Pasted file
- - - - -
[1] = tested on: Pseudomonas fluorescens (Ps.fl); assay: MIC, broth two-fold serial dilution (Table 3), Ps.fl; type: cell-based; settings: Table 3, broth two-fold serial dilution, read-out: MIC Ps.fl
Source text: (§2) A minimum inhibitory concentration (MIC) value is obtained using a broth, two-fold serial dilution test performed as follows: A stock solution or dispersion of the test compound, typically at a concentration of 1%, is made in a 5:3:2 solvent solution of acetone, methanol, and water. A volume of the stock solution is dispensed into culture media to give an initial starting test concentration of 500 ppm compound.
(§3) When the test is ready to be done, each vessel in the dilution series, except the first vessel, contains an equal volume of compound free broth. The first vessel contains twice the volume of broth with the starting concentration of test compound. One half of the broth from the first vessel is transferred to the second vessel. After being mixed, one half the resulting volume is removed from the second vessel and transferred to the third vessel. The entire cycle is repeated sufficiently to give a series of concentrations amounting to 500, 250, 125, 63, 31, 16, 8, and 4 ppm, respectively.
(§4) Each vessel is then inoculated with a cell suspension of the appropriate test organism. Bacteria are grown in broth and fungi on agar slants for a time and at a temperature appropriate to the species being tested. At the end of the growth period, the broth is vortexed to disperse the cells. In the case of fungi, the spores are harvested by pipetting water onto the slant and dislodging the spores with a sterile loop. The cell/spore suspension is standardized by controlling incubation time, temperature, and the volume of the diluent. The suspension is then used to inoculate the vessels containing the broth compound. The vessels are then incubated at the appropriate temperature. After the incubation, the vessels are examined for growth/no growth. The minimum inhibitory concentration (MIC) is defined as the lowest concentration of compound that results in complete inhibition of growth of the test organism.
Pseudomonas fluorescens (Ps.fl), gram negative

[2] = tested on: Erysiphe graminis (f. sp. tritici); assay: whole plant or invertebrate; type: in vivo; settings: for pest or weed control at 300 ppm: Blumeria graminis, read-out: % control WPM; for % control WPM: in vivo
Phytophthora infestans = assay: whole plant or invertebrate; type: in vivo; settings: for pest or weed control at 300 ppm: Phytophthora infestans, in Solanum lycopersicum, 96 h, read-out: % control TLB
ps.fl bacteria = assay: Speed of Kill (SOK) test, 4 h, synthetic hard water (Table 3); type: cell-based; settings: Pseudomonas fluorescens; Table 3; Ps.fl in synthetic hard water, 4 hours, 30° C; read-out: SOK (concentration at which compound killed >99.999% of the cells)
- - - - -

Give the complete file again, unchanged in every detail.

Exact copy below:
[1] = tested on: Pseudomonas fluorescens (Ps.fl); assay: MIC, broth two-fold serial dilution (Table 3), Ps.fl; type: cell-based; settings: Table 3, broth two-fold serial dilution, read-out: MIC Ps.fl
Source text: (§2) A minimum inhibitory concentration (MIC) value is obtained using a broth, two-fold serial dilution test performed as follows: A stock solution or dispersion of the test compound, typically at a concentration of 1%, is made in a 5:3:2 solvent solution of acetone, methanol, and water. A volume of the stock solution is dispensed into culture media to give an initial starting test concentration of 500 ppm compound.
(§3) When the test is ready to be done, each vessel in the dilution series, except the first vessel, contains an equal volume of compound free broth. The first vessel contains twice the volume of broth with the starting concentration of test compound. One half of the broth from the first vessel is transferred to the second vessel. After being mixed, one half the resulting volume is removed from the second vessel and transferred to the third vessel. The entire cycle is repeated sufficiently to give a series of concentrations amounting to 500, 250, 125, 63, 31, 16, 8, and 4 ppm, respectively.
(§4) Each vessel is then inoculated with a cell suspension of the appropriate test organism. Bacteria are grown in broth and fungi on agar slants for a time and at a temperature appropriate to the species being tested. At the end of the growth period, the broth is vortexed to disperse the cells. In the case of fungi, the spores are harvested by pipetting water onto the slant and dislodging the spores with a sterile loop. The cell/spore suspension is standardized by controlling incubation time, temperature, and the volume of the diluent. The suspension is then used to inoculate the vessels containing the broth compound. The vessels are then incubated at the appropriate temperature. After the incubation, the vessels are examined for growth/no growth. The minimum inhibitory concentration (MIC) is defined as the lowest concentration of compound that results in complete inhibition of growth of the test organism.
Pseudomonas fluorescens (Ps.fl), gram negative

[2] = tested on: Erysiphe graminis (f. sp. tritici); assay: whole plant or invertebrate; type: in vivo; settings: for pest or weed control at 300 ppm: Blumeria graminis, read-out: % control WPM; for % control WPM: in vivo
Phytophthora infestans = assay: whole plant or invertebrate; type: in vivo; settings: for pest or weed control at 300 ppm: Phytophthora infestans, in Solanum lycopersicum, 96 h, read-out: % control TLB
ps.fl bacteria = assay: Speed of Kill (SOK) test, 4 h, synthetic hard water (Table 3); type: cell-based; settings: Pseudomonas fluorescens; Table 3; Ps.fl in synthetic hard water, 4 hours, 30° C; read-out: SOK (concentration at which compound killed >99.999% of the cells)